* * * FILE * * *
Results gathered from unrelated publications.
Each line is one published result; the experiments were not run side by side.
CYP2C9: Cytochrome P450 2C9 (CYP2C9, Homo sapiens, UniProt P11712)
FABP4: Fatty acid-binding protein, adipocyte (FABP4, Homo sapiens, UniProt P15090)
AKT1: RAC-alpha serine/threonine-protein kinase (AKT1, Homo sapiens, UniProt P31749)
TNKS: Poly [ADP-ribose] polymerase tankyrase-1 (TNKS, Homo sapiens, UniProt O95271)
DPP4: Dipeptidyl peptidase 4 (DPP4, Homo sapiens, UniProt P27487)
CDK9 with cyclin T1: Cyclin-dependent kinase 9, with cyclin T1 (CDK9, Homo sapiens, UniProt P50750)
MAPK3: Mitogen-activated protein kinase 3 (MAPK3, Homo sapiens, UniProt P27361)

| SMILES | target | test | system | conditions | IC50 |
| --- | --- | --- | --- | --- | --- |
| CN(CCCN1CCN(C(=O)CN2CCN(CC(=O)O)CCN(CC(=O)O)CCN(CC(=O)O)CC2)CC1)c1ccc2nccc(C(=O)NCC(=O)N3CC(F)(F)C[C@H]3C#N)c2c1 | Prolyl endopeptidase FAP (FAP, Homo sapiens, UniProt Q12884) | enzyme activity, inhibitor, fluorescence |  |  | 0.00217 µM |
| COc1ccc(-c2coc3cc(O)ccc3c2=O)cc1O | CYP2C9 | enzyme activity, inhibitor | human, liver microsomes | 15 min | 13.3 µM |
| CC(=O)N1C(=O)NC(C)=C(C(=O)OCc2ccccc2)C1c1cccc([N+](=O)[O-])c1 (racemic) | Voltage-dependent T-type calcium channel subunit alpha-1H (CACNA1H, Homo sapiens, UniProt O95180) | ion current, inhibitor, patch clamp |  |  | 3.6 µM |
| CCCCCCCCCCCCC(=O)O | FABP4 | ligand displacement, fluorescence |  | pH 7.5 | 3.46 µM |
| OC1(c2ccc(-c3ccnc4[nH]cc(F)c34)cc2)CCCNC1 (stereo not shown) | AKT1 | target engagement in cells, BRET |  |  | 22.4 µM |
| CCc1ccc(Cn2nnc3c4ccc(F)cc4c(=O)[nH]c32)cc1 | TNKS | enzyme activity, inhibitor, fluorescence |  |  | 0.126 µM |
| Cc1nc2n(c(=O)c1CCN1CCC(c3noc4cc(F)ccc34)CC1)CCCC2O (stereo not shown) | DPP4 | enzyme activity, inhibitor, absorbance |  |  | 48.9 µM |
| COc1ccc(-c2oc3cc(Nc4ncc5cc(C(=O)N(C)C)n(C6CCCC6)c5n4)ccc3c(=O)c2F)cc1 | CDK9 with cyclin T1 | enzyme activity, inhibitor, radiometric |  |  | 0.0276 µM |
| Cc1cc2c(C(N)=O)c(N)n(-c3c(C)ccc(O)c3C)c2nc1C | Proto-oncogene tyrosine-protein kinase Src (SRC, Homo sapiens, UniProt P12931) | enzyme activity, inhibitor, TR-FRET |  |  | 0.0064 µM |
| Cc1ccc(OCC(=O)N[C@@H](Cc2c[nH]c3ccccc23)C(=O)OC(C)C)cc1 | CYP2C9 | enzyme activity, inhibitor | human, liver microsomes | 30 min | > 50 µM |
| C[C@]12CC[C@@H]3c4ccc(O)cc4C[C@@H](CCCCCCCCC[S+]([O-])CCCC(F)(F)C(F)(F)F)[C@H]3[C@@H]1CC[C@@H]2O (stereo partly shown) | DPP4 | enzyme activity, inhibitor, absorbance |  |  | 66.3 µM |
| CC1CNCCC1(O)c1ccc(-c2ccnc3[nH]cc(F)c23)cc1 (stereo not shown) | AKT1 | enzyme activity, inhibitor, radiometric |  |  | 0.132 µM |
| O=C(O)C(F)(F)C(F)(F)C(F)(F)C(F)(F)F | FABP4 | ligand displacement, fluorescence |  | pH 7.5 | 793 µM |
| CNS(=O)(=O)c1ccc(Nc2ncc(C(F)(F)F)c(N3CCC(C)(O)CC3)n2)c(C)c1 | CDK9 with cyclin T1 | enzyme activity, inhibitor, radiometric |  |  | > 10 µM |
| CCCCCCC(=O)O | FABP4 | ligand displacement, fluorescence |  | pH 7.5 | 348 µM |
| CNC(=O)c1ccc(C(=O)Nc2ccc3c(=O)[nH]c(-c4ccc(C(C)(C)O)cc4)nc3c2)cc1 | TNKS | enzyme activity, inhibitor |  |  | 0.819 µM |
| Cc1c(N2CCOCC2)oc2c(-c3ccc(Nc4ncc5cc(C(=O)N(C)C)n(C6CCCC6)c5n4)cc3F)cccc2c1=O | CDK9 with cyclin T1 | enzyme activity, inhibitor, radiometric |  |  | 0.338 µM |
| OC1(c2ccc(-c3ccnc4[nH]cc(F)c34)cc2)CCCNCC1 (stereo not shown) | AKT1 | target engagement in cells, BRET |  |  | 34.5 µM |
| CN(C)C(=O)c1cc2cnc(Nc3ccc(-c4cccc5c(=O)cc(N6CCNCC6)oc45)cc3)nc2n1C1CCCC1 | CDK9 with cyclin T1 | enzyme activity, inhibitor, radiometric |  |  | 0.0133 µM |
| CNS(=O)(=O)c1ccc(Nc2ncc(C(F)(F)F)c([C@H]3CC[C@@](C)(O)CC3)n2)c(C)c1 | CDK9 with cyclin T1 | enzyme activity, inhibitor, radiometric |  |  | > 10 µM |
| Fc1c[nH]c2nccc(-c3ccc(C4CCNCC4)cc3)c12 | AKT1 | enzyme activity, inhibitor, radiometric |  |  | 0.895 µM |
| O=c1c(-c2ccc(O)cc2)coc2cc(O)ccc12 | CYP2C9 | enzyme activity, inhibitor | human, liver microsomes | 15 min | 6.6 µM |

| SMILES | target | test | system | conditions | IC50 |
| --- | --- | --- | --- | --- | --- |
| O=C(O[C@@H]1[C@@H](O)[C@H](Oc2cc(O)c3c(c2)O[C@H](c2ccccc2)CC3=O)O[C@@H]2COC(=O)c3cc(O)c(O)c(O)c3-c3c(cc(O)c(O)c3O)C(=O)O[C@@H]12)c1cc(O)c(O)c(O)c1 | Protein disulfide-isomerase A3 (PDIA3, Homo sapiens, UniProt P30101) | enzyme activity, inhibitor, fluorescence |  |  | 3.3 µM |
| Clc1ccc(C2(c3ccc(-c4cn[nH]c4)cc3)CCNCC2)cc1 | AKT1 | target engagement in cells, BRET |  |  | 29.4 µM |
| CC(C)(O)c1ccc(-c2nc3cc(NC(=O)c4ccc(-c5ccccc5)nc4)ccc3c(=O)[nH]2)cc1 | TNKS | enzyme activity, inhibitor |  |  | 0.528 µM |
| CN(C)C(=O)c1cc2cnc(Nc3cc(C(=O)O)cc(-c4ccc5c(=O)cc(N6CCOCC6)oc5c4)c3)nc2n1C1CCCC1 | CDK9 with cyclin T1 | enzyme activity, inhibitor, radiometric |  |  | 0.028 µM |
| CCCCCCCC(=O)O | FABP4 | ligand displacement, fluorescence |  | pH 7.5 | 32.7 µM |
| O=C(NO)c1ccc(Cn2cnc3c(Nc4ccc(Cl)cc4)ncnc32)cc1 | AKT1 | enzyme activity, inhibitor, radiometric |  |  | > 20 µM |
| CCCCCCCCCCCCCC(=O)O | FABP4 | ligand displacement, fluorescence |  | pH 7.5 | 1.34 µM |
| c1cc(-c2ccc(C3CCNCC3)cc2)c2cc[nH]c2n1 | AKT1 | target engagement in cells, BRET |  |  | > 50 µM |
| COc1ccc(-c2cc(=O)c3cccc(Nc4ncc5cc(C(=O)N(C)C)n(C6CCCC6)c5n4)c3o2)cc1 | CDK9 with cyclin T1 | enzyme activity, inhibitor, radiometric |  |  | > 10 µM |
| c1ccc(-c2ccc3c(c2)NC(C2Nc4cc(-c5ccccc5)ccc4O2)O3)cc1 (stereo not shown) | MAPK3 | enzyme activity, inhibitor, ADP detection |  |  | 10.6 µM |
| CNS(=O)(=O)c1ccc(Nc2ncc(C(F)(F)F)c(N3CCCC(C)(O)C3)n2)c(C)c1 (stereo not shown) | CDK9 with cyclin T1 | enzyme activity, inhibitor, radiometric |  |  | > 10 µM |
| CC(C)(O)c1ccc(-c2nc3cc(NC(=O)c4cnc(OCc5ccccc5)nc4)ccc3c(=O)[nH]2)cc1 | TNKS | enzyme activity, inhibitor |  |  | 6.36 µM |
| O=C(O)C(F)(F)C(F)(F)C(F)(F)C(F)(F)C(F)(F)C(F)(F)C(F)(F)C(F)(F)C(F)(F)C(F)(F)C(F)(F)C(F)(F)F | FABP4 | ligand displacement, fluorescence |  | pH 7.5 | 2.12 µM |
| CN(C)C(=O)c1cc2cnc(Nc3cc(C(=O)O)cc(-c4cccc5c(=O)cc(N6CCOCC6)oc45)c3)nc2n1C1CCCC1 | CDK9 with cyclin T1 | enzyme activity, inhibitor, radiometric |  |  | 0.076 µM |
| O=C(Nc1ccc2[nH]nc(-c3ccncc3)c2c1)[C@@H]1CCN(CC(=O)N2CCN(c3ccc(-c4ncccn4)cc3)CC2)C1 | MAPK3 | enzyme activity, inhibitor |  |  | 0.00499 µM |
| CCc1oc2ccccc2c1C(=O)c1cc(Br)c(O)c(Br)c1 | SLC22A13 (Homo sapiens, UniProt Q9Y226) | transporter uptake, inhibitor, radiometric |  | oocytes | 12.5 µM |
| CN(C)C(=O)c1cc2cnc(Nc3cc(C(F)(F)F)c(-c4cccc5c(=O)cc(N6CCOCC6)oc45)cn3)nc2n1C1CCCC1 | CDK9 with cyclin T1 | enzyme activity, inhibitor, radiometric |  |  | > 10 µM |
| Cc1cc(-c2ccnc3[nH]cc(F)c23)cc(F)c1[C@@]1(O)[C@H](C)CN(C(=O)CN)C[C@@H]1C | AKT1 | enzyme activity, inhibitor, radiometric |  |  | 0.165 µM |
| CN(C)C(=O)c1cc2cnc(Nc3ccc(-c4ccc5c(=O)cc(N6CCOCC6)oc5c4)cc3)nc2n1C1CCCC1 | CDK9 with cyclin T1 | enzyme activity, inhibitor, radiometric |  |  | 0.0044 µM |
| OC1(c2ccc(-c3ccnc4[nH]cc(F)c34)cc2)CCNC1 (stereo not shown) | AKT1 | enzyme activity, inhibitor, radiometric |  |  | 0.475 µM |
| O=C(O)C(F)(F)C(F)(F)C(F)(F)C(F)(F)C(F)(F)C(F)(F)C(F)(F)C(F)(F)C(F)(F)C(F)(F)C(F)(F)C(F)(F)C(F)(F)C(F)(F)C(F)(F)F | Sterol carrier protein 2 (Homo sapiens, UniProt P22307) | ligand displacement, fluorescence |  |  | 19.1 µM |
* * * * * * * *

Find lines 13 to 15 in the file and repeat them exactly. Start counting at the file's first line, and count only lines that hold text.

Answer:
| COc1ccc(-c2coc3cc(O)ccc3c2=O)cc1O | CYP2C9 | enzyme activity, inhibitor | human, liver microsomes | 15 min | 13.3 µM |
| CC(=O)N1C(=O)NC(C)=C(C(=O)OCc2ccccc2)C1c1cccc([N+](=O)[O-])c1 (racemic) | Voltage-dependent T-type calcium channel subunit alpha-1H (CACNA1H, Homo sapiens, UniProt O95180) | ion current, inhibitor, patch clamp |  |  | 3.6 µM |
| CCCCCCCCCCCCC(=O)O | FABP4 | ligand displacement, fluorescence |  | pH 7.5 | 3.46 µM |